Traditionally, marketing has been associated with the four P’s – price, placement, promotion and product. However, if you were to look at a typical business-to-business marketing organization today, this function is being diluted.
For example, marketing doesn’t typically own the product anymore; that’s the responsibility of product strategy or product development teams. And, in some larger companies, there’s typically an entire team that manages pricing as well.
Another area that has shifted is demand generation. With customer relationship management technology, the customer funnel is now controlled by sales. This new structure could mean more dilution of marketing responsibilities and a one-step-removed approach from revenue-generating activity.
What can B2B marketing leaders do to guard against the watering down of their departments? We share these steps from Debbie Qaqish, a principal partner and chief strategy officer at The Pedowitz Group.
A New Mindset. Your mindset is the collection of thoughts and beliefs that shape your behavior and habits. How do you think about marketing? What do you believe is marketing’s role?
There are two beliefs about marketing that shape today’s successful B2B marketer. First, B2B marketing is a revenue- and growth-driver of the organization. Next, B2B marketing is enabled by technology.
In companies where marketing is a revenue- and growth-driver, marketing isn’t facing dilution. Marketing in these organizations is actually acquiring more responsibilities. This realization is often the most difficult step because not just marketing, but sales, finance and the executive team may have to change as well. In organizations where marketing is diluted, marketing is often viewed as a “pens and mugs” and “activity-based” department. Once the right mindset is established, it can then be supported by the right skill set and the right tool set.
A New Skill Set. More attention is being paid to new technology than training marketers to acquire new skill sets, creating more opportunities for marketing to be diluted.
For example, imagine a large company where the marketing team is not viewed as very technical or analytical. That may have happened because when the marketing ops group was formed, it fell under the IT department. This is often a mistake as marketing ops is not an IT function. Had marketing acquired the right mindset and skill set, it could have owned marketing operations.
A New Tool Set. The concept of marketing automation today is typically not a problem, although some B2B marketers still operate without marketing automation. The issue today is that most marketing teams have too much technology; they don’t know how to optimize the tools they have. Determining what to buy, how to integrate and what to capture becomes a highly technical and analytical role within the company. For this reason, it’s common for marketing to borrow this capability from other parts of the organization — especially around analytics. This is a big mistake. If you want to own all of your potential, you need to have this capability entirely in marketing. Not doing so sets up more potential dilution and eliminates new responsibilities.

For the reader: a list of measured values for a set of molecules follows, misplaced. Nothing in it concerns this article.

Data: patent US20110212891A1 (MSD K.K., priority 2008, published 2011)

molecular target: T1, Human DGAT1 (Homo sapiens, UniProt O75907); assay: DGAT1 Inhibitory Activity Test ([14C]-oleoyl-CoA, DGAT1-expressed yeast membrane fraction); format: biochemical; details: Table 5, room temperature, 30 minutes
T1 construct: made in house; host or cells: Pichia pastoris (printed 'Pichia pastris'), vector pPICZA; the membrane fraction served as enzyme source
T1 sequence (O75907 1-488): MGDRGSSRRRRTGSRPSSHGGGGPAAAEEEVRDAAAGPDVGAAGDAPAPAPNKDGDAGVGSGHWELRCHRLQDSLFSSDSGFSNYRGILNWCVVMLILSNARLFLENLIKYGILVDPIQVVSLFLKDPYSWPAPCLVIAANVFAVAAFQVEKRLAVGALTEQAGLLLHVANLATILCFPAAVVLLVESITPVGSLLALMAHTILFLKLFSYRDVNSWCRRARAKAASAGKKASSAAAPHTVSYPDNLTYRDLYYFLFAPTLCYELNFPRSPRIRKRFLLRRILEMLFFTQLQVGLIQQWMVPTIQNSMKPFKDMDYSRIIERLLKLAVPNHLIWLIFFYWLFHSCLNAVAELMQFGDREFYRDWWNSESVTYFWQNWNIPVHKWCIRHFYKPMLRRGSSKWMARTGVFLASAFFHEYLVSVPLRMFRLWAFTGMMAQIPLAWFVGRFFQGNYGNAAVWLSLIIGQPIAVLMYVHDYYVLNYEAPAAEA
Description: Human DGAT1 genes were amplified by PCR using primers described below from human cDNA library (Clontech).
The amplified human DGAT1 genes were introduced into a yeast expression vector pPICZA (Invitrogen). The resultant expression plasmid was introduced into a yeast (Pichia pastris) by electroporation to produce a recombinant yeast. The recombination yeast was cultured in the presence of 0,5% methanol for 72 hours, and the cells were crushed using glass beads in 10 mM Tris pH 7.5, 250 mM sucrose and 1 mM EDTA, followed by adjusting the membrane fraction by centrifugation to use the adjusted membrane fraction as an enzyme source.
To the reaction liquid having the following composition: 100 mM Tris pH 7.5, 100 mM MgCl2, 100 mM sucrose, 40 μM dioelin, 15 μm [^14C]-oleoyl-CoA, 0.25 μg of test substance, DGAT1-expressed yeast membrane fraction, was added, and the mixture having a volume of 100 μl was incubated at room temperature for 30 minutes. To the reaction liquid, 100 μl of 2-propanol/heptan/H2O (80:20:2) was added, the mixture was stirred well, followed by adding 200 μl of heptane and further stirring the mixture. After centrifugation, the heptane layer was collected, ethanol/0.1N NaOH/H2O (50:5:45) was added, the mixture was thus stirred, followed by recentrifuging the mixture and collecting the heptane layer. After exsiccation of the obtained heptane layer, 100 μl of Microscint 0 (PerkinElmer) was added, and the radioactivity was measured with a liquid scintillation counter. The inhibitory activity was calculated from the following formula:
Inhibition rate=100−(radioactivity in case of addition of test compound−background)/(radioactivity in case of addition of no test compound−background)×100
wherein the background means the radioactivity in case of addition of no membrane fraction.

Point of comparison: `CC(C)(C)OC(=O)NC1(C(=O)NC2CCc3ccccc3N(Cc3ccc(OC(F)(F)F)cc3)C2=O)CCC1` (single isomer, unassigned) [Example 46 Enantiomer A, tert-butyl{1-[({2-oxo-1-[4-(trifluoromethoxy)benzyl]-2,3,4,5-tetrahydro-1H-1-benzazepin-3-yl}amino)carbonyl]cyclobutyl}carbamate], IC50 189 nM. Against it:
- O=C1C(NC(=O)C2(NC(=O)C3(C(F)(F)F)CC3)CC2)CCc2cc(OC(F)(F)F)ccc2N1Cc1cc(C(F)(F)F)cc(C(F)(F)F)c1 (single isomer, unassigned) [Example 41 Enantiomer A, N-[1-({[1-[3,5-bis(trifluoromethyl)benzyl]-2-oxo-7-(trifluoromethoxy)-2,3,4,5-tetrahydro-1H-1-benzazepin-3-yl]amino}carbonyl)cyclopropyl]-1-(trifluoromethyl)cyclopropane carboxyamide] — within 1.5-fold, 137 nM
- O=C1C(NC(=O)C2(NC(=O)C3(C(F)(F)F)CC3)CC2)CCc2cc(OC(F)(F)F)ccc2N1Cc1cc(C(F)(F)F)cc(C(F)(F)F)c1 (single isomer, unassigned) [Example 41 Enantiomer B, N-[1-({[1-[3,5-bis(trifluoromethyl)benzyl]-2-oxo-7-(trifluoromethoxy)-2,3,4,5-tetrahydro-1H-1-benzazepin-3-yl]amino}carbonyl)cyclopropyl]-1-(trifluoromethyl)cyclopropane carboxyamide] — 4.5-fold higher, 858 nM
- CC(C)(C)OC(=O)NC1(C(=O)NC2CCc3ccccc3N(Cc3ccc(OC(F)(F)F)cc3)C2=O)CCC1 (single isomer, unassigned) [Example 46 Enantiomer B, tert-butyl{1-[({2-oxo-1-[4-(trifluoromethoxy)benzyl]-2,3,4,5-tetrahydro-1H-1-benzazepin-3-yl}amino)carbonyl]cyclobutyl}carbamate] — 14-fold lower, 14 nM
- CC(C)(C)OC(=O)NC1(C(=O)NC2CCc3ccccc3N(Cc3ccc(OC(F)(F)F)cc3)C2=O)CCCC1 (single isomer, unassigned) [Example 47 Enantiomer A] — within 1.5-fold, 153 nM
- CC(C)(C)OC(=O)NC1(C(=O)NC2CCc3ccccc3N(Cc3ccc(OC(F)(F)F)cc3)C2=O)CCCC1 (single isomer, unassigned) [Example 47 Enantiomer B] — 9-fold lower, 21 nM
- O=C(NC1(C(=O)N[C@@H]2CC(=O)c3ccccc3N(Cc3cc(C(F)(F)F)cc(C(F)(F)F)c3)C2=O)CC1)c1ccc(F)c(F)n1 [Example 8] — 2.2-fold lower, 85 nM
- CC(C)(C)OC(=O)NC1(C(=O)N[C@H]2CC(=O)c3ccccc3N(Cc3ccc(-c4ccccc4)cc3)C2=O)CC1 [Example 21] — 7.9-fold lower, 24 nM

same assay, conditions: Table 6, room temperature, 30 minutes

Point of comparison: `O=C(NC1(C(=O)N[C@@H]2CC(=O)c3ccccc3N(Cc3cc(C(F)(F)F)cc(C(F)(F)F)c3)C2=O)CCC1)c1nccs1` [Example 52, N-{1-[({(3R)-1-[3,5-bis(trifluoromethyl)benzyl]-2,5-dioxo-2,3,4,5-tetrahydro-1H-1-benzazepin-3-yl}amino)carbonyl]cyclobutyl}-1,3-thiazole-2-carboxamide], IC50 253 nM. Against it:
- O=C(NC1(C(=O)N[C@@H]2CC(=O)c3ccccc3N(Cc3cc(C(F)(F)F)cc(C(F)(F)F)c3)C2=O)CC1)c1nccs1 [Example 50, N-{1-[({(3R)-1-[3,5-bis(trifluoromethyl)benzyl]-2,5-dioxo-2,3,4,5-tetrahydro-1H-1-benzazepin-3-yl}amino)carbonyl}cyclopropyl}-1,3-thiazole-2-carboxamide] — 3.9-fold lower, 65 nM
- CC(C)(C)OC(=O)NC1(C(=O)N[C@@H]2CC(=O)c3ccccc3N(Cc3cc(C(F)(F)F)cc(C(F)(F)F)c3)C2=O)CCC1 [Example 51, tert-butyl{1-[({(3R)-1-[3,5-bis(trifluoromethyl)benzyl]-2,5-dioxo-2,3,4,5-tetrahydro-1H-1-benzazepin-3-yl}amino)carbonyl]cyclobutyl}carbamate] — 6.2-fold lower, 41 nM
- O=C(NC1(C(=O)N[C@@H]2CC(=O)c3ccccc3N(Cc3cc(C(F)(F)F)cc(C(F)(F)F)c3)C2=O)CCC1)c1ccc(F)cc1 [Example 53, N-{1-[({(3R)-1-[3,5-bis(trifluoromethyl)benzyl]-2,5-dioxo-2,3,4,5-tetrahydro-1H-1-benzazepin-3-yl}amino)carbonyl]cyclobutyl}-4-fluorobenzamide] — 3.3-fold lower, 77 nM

The Plus In The Equation. Positively, marketing is now impacting customer engagement. Marketing is beginning to lead the pivot away from product -focused to customer -focused companies by creating optimal customer experiences at every stage of the lifecycle. Customer engagement is an exciting set of new responsibilities for marketing, but marketing teams that are highly diluted will never get the chance to lead and participate. As the role of marketing continues to evolve, marketers must also evolve and become customer-focused change agents, accountable for revenue. As a modern marketer, you must guard against dilution by understanding these changes, challenges and possibilities. Then, take proactive measures to get your mindset, skill set and tool set in alignment.
Source: Debbie Qaqish is principal partner and chief strategy officer of The Pedowitz Group. She manages global client relationships and leads the firm’s thought leadership initiatives. She has been helping B2B companies drive revenue growth for over 35 years.